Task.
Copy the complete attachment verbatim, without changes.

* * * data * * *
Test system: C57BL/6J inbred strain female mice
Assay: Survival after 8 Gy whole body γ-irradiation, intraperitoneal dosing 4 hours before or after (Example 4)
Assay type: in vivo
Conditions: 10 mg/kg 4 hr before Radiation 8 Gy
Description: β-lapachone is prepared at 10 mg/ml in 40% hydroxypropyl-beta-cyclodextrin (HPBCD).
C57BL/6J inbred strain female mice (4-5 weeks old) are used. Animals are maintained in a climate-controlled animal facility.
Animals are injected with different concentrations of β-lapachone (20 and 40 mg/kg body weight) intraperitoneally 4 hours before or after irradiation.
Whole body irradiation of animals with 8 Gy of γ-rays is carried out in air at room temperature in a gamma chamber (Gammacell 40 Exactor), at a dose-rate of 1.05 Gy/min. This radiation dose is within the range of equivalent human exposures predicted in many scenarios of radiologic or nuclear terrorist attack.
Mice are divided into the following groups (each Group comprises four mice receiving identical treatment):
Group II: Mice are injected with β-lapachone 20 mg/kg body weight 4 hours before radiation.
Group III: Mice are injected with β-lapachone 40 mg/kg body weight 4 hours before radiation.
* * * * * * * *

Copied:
Test system: C57BL/6J inbred strain female mice
Assay: Survival after 8 Gy whole body γ-irradiation, intraperitoneal dosing 4 hours before or after (Example 4)
Assay type: in vivo
Conditions: 10 mg/kg 4 hr before Radiation 8 Gy
Description: β-lapachone is prepared at 10 mg/ml in 40% hydroxypropyl-beta-cyclodextrin (HPBCD).
C57BL/6J inbred strain female mice (4-5 weeks old) are used. Animals are maintained in a climate-controlled animal facility.
Animals are injected with different concentrations of β-lapachone (20 and 40 mg/kg body weight) intraperitoneally 4 hours before or after irradiation.
Whole body irradiation of animals with 8 Gy of γ-rays is carried out in air at room temperature in a gamma chamber (Gammacell 40 Exactor), at a dose-rate of 1.05 Gy/min. This radiation dose is within the range of equivalent human exposures predicted in many scenarios of radiologic or nuclear terrorist attack.
Mice are divided into the following groups (each Group comprises four mice receiving identical treatment):
Group II: Mice are injected with β-lapachone 20 mg/kg body weight 4 hours before radiation.
Group III: Mice are injected with β-lapachone 40 mg/kg body weight 4 hours before radiation.